My first single was Sledgehammer, first LP Invisible Touch. Both acquired in roughly May '86. I was fourteen and on the right track. Christmas '88 (or '89?) Santa brought a CD player. And would you believe my first CD was an album called So. My musical tastes have broadened considerably since then.
Marijuana, Assassin of Youth. Now if only he'd play that one live.
I've heard both versions and the soundtrack version (without whisper at the beginning) was the one I knew first and much preferred.
You're being too harsh on Steve again. Yes, I remember comments about "nightmarishly long sides" (Supper) and "red colour across a painting" (Pete's busy vocals on The Lamb), but the Fielder book is nearly forty years old now. I don't know how old you are, but from own experience people's opinions are likely to change occasionally over such a long timespan. That doesn't necessarily have to be a shameful thing and there doesn't have to be an agenda, either. These days I can listen to Michael Jackson or the last few MOR Alan Parsons albums and actually enjoy it. If someone had told me in my youth I would have laughed.
You know you want to. This thread and the less than brilliant new album have made me go back and relisten to some of his older stuff. I rediscovered some gems I hadn't paid enough attention to, never gave a chance or had completely forgotten: Oh How I Love You, Lost in Your Eyes, Little America, Tombstone Roller, Blue Part of Town (and, in fact, the whole blues album), Circus of Becoming, A Girl Called Linda, The Phoenix Flown, ...
To Watch the Storms
are must-haves. From his more recent stuff my fave is
Beyond the Shrouded Horizons
VOYAGE OF THE ACOLYTE: Shadow of the Hierophant
PLEASE DON'T TOUCH: Narnia
SPECTRAL MORNINGS: Spectral Mornings
DEFECTOR: The Steppes
CURED: The Air Conditioned Nightmare
HIGHLY STRUNG: Cell 151
BAY OF KINGS: Second Chance
TILL WE HAVE FACES: What's My Name
GUITAR NOIR: There Are Many Sides to the Night
BLUES WITH A FEELING: Big Dallas Sky
WATCHER OF THE SKIES: GENESIS REVISITED: Déjà Vu
A MIDSUMMER NIGHT'S DREAM: Celebration
DARKTOWN: Days of Long Ago
TO WATCH THE STORMS: Wind, Sand and Stars
WILD ORCHIDS: Man in the Long Black Coat
OUT OF THE TUNNEL'S MOUTH: Tubehead
BEYOND THE SHROUDED HORIZON: Prairie Angel/A Place Called Freedom
WOLFLIGHT: Love Song to a Vampyre (about the ONLY song I like on that album)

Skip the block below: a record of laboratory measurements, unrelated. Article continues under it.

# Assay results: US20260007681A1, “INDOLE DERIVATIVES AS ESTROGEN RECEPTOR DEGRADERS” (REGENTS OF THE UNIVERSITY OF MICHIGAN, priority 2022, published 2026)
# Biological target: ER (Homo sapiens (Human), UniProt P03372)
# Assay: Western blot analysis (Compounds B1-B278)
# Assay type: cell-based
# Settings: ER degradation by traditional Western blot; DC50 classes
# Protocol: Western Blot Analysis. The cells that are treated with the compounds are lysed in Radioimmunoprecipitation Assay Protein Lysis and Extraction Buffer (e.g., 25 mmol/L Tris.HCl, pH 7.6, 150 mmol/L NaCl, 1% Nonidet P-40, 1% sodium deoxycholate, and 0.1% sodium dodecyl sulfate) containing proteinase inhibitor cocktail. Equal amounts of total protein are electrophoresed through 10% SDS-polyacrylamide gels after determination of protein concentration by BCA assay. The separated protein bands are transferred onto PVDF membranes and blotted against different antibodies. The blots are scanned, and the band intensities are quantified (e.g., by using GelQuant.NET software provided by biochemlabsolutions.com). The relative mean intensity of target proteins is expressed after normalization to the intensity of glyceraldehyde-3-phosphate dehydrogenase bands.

THE NIGHT SIREN: Anything But Love
AT THE EDGE OF LIGHT: Underground Railroad
FEEDBACK '86: The Gulf
GENESIS REVISITED II: Camino Royale
METAMORPHEUS: The Dancing Ground
TRIBUTE: (Whoops, I never really listened to that one)
SKETCHES OF SATIE: Gymnopédie No. 1
GTR: Hackett to Bits/Imagining
SQUACKETT: Divided Self
I like hundreds of bands, but there are a few that hit a special nerve. Sometimes it felt as if they'd made music especially for me:
I'll add for sheer talent and professionalism.
I voted for Plague of Lighthouse Keepers. Other faves include Close to the Edge, In Held Twas in I (Procol Harum), Echoes. Possibly 2112 (will have to listen to it some more, am just discovering Rush). Awaken seems rather hit or miss, there are parts I like, while others don't do anything for me. I nearly forgot the Foreigner Suite by Cat Stevens.
I've listened to the thing about five times now. I guess those who loved Wolflight will be in for a treat. The others perhaps not so.
After "Underground Railroad" and "Under the Eye of the Sun" I had high hopes for this album, but as it turns out those two tasters are actually its highlights!
The eleven minute "Those Golden Wings" is just the most frustrating thing. It's built around a classy, rather inspired guitar melody, first played with electric twelve string several times and later on part of an elongated guitar solo. Unfortunately, the remainder of this pieced together track doesn't add up to anything but self-indulgence.
"Hungry Years" gets plus points for actually being reminiscent of a song and for Amanda's (underemployed) vocals adding warmth. But like the Crosby, Stills & Nash experiment a few albums ago it sounds leaden when it should sound cheerful.
Then again, if you loved Wolflight...
dinner in 1998 to celebrate ARCHIVE 1. I couldn't find much detail, but one article claims that it involved "all former and present members of Genesis," which can't be true
The only members present, next to the "legendary five", were Ant Phillips and John Silver. You'll find a nice photo of those seven here:
Chester Thompson has worked with Steve and met Steve.
They even played together in Genesis in the early months of 1977.
Daryl Stuermer, too, met Steve as early as he joined Genesis. There's a quote in Armando Gallo's book, something like "A guy turned up telling me I was his second fave guitarist, and that guy turned out to be Steve Hackett".